Last week was the Chelsea Flower Show. I aIways beam at the enthusiastic visitors who pour down the King’s Road on their way to the Show. (Love a good enthusiast!) But somehow this year the excitement has seemed a bit muted.
Normally the Flower Show People — you can tell them by the floral outfits, exciting hats and sensible shoes for hours of walking — are a pretty cheery bunch, even in the pouring rain. This time, the worst excess of the weather has been no more than overcast. But too many of the visitors have looked harassed.
It made me really grateful for the display at the end of Royal Avenue: a Mary Poppins of indigo flowers, Gladstone bag in hand, flying in to save the Mr Banks in all of us. Her author, P L Travers (her blue plaque currently obscured by builder’s fencing), lived two streets away in Smith Street,
Chelsea in Bloom
Mary Poppins, together with her accompanying carousel ponies, are entries in a floral street art competition, supported by the Cadogan Estate, in conjunction with the Royal Horticultural Society. Since 2006, it has become a traditional companion celebration to the Chelsea Flower Show itself.
This year’s theme is Flowers on Film. The organisers say it “promises stunning floral installations celebrating movie icons and all genres of film, creating a magical experience for visitors and locals alike.” Saving Mr Banks certainly inspires some hope for these uncertain times.
Admittedly there is a spectacular Little Mermaid arrangement, though our heroine to me looked more like a tough barmaid than the ethereal Ariel of the original Disney film. Maybe she’s closer to the version about to premiere, of which I have heard much.
And the substantial grouping of Lion King dramatis personae in Duke of York Square makes the incumbent statue of Sir Hans Sloane, looking away from the show-off animals, appear positively austere. “You are lesser things. I am not of your element.”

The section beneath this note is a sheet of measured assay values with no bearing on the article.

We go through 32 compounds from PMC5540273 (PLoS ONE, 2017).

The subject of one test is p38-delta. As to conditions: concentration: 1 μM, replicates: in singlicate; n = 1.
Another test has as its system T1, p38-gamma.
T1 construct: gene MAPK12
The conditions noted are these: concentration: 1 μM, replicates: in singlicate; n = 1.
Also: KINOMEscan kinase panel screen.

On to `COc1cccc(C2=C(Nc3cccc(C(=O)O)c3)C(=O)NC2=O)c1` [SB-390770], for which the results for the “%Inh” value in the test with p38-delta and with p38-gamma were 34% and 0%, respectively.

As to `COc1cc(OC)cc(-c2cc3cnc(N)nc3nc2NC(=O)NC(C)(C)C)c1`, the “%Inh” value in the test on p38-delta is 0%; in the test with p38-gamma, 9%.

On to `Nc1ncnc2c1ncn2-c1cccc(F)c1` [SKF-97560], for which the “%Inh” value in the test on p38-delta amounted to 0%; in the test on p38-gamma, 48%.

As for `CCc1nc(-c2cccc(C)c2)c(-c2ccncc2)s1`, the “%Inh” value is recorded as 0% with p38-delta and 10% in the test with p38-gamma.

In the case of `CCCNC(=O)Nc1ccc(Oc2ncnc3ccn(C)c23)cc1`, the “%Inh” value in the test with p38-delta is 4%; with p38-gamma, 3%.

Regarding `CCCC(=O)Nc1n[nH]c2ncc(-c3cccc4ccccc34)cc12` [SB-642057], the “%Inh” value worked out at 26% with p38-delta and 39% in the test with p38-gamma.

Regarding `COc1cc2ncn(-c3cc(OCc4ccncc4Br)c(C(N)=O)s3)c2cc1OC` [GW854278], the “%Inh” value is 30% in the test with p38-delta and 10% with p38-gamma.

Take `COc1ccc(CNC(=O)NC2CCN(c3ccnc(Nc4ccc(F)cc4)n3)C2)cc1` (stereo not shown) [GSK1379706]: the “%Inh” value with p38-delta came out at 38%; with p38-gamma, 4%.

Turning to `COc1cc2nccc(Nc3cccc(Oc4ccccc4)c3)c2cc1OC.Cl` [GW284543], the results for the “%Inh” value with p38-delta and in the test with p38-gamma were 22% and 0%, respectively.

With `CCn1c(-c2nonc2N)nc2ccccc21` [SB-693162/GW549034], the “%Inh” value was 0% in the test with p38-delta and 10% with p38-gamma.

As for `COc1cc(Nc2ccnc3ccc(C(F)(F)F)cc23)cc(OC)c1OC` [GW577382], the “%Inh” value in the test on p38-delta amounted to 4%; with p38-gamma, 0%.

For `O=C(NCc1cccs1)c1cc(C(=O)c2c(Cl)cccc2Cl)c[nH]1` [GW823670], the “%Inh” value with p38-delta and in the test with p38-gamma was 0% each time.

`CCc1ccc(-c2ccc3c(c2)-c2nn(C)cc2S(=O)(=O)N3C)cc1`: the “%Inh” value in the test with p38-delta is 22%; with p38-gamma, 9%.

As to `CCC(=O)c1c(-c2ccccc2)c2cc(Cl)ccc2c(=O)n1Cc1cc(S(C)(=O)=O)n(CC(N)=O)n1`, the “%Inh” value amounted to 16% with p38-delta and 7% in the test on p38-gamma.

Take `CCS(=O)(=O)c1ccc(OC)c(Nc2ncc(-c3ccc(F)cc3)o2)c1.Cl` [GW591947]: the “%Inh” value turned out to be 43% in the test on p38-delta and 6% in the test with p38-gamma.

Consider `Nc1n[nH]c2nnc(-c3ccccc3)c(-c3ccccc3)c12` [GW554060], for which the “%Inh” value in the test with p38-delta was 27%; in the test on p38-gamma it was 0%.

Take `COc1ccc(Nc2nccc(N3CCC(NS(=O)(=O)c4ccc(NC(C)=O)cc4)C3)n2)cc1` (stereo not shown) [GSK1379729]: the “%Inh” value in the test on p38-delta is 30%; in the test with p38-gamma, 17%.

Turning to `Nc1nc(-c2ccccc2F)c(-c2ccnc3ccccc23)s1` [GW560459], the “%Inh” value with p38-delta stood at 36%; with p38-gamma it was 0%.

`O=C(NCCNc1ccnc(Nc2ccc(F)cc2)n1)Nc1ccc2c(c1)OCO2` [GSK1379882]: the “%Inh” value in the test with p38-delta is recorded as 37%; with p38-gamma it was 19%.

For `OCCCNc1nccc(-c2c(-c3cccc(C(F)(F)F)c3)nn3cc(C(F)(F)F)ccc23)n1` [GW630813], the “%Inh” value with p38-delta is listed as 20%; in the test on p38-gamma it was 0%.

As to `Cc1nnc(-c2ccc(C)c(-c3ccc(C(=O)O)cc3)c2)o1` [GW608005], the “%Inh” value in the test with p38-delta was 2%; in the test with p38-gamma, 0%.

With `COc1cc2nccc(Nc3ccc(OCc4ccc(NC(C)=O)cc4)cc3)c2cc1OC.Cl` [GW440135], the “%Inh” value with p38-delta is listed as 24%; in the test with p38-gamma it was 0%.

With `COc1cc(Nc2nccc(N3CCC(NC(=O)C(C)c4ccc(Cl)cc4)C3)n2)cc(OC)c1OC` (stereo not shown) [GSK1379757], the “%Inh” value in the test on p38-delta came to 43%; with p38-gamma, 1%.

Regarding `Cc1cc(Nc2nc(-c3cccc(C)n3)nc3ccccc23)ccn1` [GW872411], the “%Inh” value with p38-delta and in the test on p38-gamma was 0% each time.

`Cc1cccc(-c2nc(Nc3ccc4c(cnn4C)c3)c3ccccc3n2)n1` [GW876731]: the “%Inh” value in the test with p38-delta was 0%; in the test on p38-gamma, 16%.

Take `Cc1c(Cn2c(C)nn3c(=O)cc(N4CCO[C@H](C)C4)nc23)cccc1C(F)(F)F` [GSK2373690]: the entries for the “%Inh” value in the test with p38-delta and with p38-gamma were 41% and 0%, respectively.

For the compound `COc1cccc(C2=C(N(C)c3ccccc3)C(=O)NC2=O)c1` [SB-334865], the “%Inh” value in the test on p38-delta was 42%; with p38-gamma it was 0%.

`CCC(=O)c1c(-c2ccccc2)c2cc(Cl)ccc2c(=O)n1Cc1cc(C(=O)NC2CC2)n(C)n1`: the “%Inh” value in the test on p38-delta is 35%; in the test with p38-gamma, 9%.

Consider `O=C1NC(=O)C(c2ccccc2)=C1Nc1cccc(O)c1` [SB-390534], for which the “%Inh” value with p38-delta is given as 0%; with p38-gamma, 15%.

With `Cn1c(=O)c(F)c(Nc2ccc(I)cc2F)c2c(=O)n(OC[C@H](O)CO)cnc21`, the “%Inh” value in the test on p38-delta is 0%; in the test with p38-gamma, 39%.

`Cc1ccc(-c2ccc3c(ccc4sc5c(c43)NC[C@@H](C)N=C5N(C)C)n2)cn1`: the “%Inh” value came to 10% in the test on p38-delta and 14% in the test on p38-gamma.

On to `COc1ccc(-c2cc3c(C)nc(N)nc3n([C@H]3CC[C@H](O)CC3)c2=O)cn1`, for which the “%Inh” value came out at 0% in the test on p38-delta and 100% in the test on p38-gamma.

Gave me a good laugh, though. Which is as good as magic and sometimes more necessary.
A Bit of History of Chelsea…
These days the Chelsea Flower Show is thought to be a key event in the London social and cultural season. There will be smart clothes, champagne and royal patronage.
It was not always so. (Hint to Writers of Regency romance: beware of anachronism here!)
As all readers of Georgette Heyer know, the Season evolved over the 18th century as the period during which the aristocracy and gentry left their country estates and came to Town to catch up with the gossip, engage in politics and cultural activities and, incidentally, introduce daughters of marriageable age to suitable young men.
Would any one of Heyer’s characters have gone to the first meeting of the Horticultural Society of London, forerunner of the RHS, in 1804? (Mr Beaumaris, possibly? Arabella’s father was impressed by his intellect, after all.)
The instigator was John, son of Josiah Wedgwood, and he wanted to do what the Lunar Men had done – exchange ideas, publish papers and discuss them.